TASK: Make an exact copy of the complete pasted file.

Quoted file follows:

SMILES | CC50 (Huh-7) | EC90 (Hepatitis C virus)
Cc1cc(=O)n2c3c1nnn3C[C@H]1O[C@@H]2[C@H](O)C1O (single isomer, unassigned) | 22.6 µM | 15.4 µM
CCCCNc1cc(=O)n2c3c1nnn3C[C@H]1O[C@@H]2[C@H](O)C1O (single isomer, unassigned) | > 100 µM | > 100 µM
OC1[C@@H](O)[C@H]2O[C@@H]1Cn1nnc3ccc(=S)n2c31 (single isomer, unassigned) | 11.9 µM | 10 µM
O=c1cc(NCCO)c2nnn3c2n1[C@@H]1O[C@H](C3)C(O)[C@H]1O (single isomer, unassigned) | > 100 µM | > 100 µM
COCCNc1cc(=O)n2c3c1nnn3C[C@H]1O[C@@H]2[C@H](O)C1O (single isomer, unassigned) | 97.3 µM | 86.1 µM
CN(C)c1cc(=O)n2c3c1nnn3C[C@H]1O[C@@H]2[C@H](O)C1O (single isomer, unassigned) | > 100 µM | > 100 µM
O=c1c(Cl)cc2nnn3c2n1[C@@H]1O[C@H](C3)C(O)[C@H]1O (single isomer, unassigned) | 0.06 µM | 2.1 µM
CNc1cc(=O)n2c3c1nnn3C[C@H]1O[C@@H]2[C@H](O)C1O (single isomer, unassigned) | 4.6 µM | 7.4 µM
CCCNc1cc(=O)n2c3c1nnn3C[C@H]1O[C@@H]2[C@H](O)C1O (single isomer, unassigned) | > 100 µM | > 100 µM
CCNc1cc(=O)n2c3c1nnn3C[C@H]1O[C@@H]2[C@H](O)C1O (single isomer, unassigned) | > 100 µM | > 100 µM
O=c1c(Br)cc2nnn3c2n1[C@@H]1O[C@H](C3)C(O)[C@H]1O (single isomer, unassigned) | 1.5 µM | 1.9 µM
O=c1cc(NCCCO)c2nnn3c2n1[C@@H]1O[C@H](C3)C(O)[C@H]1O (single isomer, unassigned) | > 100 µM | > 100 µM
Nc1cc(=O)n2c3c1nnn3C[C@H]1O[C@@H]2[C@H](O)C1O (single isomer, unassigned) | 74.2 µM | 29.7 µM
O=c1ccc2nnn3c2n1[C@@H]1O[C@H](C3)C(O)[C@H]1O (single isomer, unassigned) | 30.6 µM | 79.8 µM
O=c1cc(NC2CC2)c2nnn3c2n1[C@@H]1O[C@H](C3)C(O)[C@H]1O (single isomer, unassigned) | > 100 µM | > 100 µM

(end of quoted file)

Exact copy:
SMILES | CC50 (Huh-7) | EC90 (Hepatitis C virus)
Cc1cc(=O)n2c3c1nnn3C[C@H]1O[C@@H]2[C@H](O)C1O (single isomer, unassigned) | 22.6 µM | 15.4 µM
CCCCNc1cc(=O)n2c3c1nnn3C[C@H]1O[C@@H]2[C@H](O)C1O (single isomer, unassigned) | > 100 µM | > 100 µM
OC1[C@@H](O)[C@H]2O[C@@H]1Cn1nnc3ccc(=S)n2c31 (single isomer, unassigned) | 11.9 µM | 10 µM
O=c1cc(NCCO)c2nnn3c2n1[C@@H]1O[C@H](C3)C(O)[C@H]1O (single isomer, unassigned) | > 100 µM | > 100 µM
COCCNc1cc(=O)n2c3c1nnn3C[C@H]1O[C@@H]2[C@H](O)C1O (single isomer, unassigned) | 97.3 µM | 86.1 µM
CN(C)c1cc(=O)n2c3c1nnn3C[C@H]1O[C@@H]2[C@H](O)C1O (single isomer, unassigned) | > 100 µM | > 100 µM
O=c1c(Cl)cc2nnn3c2n1[C@@H]1O[C@H](C3)C(O)[C@H]1O (single isomer, unassigned) | 0.06 µM | 2.1 µM
CNc1cc(=O)n2c3c1nnn3C[C@H]1O[C@@H]2[C@H](O)C1O (single isomer, unassigned) | 4.6 µM | 7.4 µM
CCCNc1cc(=O)n2c3c1nnn3C[C@H]1O[C@@H]2[C@H](O)C1O (single isomer, unassigned) | > 100 µM | > 100 µM
CCNc1cc(=O)n2c3c1nnn3C[C@H]1O[C@@H]2[C@H](O)C1O (single isomer, unassigned) | > 100 µM | > 100 µM
O=c1c(Br)cc2nnn3c2n1[C@@H]1O[C@H](C3)C(O)[C@H]1O (single isomer, unassigned) | 1.5 µM | 1.9 µM
O=c1cc(NCCCO)c2nnn3c2n1[C@@H]1O[C@H](C3)C(O)[C@H]1O (single isomer, unassigned) | > 100 µM | > 100 µM
Nc1cc(=O)n2c3c1nnn3C[C@H]1O[C@@H]2[C@H](O)C1O (single isomer, unassigned) | 74.2 µM | 29.7 µM
O=c1ccc2nnn3c2n1[C@@H]1O[C@H](C3)C(O)[C@H]1O (single isomer, unassigned) | 30.6 µM | 79.8 µM
O=c1cc(NC2CC2)c2nnn3c2n1[C@@H]1O[C@H](C3)C(O)[C@H]1O (single isomer, unassigned) | > 100 µM | > 100 µM